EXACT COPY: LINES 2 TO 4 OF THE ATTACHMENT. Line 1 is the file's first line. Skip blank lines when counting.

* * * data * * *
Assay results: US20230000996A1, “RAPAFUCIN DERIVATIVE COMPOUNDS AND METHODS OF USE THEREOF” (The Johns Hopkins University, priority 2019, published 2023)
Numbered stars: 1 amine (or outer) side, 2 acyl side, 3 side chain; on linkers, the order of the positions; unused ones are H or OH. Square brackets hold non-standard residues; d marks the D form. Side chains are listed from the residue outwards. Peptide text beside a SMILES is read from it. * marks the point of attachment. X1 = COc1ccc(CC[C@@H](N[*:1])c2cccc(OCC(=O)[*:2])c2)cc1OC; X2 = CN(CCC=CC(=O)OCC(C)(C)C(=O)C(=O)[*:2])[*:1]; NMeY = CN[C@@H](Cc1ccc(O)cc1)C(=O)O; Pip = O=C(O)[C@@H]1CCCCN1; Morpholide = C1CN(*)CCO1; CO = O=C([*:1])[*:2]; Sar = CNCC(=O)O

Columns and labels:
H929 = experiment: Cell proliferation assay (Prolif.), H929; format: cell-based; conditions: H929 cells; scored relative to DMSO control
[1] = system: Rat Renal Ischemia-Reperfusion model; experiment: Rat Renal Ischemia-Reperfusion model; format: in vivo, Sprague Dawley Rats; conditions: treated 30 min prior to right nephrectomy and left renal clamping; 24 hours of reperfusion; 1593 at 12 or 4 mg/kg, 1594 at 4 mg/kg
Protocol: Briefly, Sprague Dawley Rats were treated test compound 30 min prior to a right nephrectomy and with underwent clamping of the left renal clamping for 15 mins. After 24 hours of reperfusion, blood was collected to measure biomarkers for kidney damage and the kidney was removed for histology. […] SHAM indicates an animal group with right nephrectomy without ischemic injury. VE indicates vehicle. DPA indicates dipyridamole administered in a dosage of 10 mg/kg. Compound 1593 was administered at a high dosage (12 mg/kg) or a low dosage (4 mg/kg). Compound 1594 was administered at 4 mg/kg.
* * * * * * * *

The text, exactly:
Numbered stars: 1 amine (or outer) side, 2 acyl side, 3 side chain; on linkers, the order of the positions; unused ones are H or OH. Square brackets hold non-standard residues; d marks the D form. Side chains are listed from the residue outwards. Peptide text beside a SMILES is read from it. * marks the point of attachment. X1 = COc1ccc(CC[C@@H](N[*:1])c2cccc(OCC(=O)[*:2])c2)cc1OC; X2 = CN(CCC=CC(=O)OCC(C)(C)C(=O)C(=O)[*:2])[*:1]; NMeY = CN[C@@H](Cc1ccc(O)cc1)C(=O)O; Pip = O=C(O)[C@@H]1CCCCN1; Morpholide = C1CN(*)CCO1; CO = O=C([*:1])[*:2]; Sar = CNCC(=O)O

Columns and labels:
H929 = experiment: Cell proliferation assay (Prolif.), H929; format: cell-based; conditions: H929 cells; scored relative to DMSO control